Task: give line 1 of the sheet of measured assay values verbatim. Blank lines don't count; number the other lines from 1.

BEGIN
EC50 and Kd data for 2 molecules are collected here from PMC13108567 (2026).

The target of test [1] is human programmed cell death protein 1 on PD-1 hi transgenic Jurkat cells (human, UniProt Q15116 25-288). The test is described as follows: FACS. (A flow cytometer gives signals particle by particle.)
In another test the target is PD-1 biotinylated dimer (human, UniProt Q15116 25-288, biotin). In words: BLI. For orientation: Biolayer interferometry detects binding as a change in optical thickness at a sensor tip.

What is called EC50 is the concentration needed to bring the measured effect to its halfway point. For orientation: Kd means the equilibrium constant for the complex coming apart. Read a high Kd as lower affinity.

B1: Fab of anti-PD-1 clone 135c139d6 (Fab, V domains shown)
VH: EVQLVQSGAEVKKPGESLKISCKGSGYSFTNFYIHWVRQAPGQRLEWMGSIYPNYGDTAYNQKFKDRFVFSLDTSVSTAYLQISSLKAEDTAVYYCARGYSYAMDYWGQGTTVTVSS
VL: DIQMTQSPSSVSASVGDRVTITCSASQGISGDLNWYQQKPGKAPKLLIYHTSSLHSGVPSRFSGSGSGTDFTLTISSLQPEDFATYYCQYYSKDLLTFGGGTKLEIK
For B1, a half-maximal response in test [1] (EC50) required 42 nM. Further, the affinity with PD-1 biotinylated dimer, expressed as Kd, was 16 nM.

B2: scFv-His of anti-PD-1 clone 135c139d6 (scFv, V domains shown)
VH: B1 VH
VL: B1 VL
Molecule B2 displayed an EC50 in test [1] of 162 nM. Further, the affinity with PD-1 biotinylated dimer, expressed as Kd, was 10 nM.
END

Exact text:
EC50 and Kd data for 2 molecules are collected here from PMC13108567 (2026).